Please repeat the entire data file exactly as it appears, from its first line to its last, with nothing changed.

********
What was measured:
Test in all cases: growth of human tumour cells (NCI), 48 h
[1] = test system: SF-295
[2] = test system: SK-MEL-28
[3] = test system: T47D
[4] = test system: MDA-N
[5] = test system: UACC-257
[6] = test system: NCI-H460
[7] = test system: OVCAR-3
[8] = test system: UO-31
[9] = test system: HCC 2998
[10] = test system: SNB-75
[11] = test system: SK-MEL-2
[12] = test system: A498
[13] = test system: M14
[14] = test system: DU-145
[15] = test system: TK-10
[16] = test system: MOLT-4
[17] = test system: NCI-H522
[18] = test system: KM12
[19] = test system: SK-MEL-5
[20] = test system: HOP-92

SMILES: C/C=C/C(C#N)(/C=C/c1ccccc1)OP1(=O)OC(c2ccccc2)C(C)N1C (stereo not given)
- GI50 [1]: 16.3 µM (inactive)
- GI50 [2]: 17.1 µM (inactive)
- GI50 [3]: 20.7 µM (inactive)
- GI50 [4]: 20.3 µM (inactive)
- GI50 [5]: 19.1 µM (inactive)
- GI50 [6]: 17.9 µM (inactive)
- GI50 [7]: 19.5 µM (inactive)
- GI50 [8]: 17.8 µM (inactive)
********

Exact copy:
What was measured:
Test in all cases: growth of human tumour cells (NCI), 48 h
[1] = test system: SF-295
[2] = test system: SK-MEL-28
[3] = test system: T47D
[4] = test system: MDA-N
[5] = test system: UACC-257
[6] = test system: NCI-H460
[7] = test system: OVCAR-3
[8] = test system: UO-31
[9] = test system: HCC 2998
[10] = test system: SNB-75
[11] = test system: SK-MEL-2
[12] = test system: A498
[13] = test system: M14
[14] = test system: DU-145
[15] = test system: TK-10
[16] = test system: MOLT-4
[17] = test system: NCI-H522
[18] = test system: KM12
[19] = test system: SK-MEL-5
[20] = test system: HOP-92

SMILES: C/C=C/C(C#N)(/C=C/c1ccccc1)OP1(=O)OC(c2ccccc2)C(C)N1C (stereo not given)
- GI50 [1]: 16.3 µM (inactive)
- GI50 [2]: 17.1 µM (inactive)
- GI50 [3]: 20.7 µM (inactive)
- GI50 [4]: 20.3 µM (inactive)
- GI50 [5]: 19.1 µM (inactive)
- GI50 [6]: 17.9 µM (inactive)
- GI50 [7]: 19.5 µM (inactive)
- GI50 [8]: 17.8 µM (inactive)